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Coal Tar Pitch Volatiles

Coal Tar Pitch Volatiles - Photo Credit: iStock-487924327 | Copyright: rootstocks
Coal Tar Pitch Volatiles Menu

Overview

Coal tar pitch volatiles (CTPVs) are composed of various chemical vapors that become airborne during the heating of coal tar pitch. Coal tar pitch is a black or dark-brown amorphous residue produced by the distillation or heat treatment of coal tar. It is a solid at room temperature and exhibits a broad softening range instead of a defined melting temperature. Synonyms for CTPVs vary depending upon the specific compound (e.g., pyrene, phenanthrene, acridine, chrysene, anthracene and benzo(a)pyrene). [Note: National Institute for Occupational Safety and Health (NIOSH) considers coal tar, coal tar pitch, and creosote to be coal tar products.]

OSHA Standards

OSHA has not established a substance-specific standard for occupational exposure to coal tar pitch volatiles (CTPVs) however exposures are regulated under OSHA's Air Contaminants Standard for General Industry, Shipyard Employment and Construction.

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Hazard Recognition

Provides information about the health effects of CTPVs.

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Evaluating Exposure

Provides references that may aid in evaluating levels of CTPVs.

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Possible Solutions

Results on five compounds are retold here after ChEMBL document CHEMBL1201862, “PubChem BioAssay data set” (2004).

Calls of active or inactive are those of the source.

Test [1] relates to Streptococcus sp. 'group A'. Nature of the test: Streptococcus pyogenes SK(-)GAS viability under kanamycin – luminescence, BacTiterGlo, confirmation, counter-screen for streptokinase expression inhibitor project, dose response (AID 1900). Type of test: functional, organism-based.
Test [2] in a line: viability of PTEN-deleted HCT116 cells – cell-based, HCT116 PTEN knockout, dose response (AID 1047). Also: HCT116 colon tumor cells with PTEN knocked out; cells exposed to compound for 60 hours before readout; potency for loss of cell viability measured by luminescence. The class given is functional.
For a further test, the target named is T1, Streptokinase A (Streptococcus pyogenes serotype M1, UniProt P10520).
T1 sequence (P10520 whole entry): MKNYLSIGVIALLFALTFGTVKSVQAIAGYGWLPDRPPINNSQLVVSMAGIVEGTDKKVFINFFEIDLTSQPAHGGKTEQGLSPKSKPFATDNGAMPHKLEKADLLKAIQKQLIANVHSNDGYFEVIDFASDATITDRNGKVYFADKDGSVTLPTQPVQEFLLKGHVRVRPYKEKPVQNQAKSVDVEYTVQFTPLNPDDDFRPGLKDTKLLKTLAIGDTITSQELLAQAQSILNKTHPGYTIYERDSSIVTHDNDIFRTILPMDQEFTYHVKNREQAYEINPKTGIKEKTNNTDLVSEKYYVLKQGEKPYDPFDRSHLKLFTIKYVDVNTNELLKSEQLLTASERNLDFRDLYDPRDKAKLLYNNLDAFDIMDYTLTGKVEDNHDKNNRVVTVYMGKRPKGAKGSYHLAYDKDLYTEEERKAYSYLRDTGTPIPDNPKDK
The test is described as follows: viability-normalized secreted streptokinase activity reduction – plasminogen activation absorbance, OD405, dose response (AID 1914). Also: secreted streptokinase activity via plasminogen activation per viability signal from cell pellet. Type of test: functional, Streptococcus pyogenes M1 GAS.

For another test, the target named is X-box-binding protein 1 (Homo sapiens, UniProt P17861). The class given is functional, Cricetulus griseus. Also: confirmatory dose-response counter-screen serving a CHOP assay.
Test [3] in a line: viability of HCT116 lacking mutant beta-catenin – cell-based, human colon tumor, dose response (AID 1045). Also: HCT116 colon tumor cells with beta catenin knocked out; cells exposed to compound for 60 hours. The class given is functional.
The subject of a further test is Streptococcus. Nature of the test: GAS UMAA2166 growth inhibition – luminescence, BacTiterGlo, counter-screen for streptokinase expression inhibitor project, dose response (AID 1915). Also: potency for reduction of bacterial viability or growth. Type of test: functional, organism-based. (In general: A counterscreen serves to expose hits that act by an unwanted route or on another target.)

Provides information on how to control exposures to CTPVs as well as the exposure limits established for CTPVs and related substances.

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Additional Resources

Provides links and references to additional resources related to CTPVs.

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How do I find out about employer responsibilities and workers' rights?

Workers have a right to a safe workplace. The law requires employers to provide their employees with safe and healthful workplaces. The OSHA law also prohibits employers from retaliating against employees for exercising their rights under the law (including the right to raise a health and safety concern or report an injury). For more information see www.whistleblowers.gov or Workers' rights under the OSH Act.

OSHA can help answer questions or concerns from employers and workers. To reach your regional or area OSHA office, go to the OSHA Offices by State webpage or call 1-800-321-OSHA (6742).

Small business employers may contact OSHA's free and confidential On-site Consultation program to help determine whether there are hazards at their worksites and work with OSHA on correcting any identified hazards. Consultants in this program from state agencies or universities work with employers to identify workplace hazards, provide advice on compliance with OSHA standards, and assist in establishing injury and illness prevention programs. On-site Consultation services are separate from enforcement activities and do not result in penalties or citations. To contact OSHA's free consultation service, go to OSHA's On-site Consultation web page or call 1-800-321-OSHA (6742) and press number 4.

Workers may file a complaint to have OSHA inspect their workplace if they believe that their employer is not following OSHA standards or that there are serious hazards. Workers can file a complaint with OSHA by calling 1-800-321-OSHA (6742), online via eComplaint Form, or by printing the complaint form and mailing or faxing it to the local OSHA area office. Complaints that are signed by a worker are more likely to result in an inspection.

If you think your job is unsafe or if you have questions, contact OSHA at 1-800-321-OSHA (6742). Your contact will be kept confidential. We can help. For other valuable worker protection information, such as Workers' Rights, Employer Responsibilities, and other services OSHA offers, visit OSHA's Workers' page.

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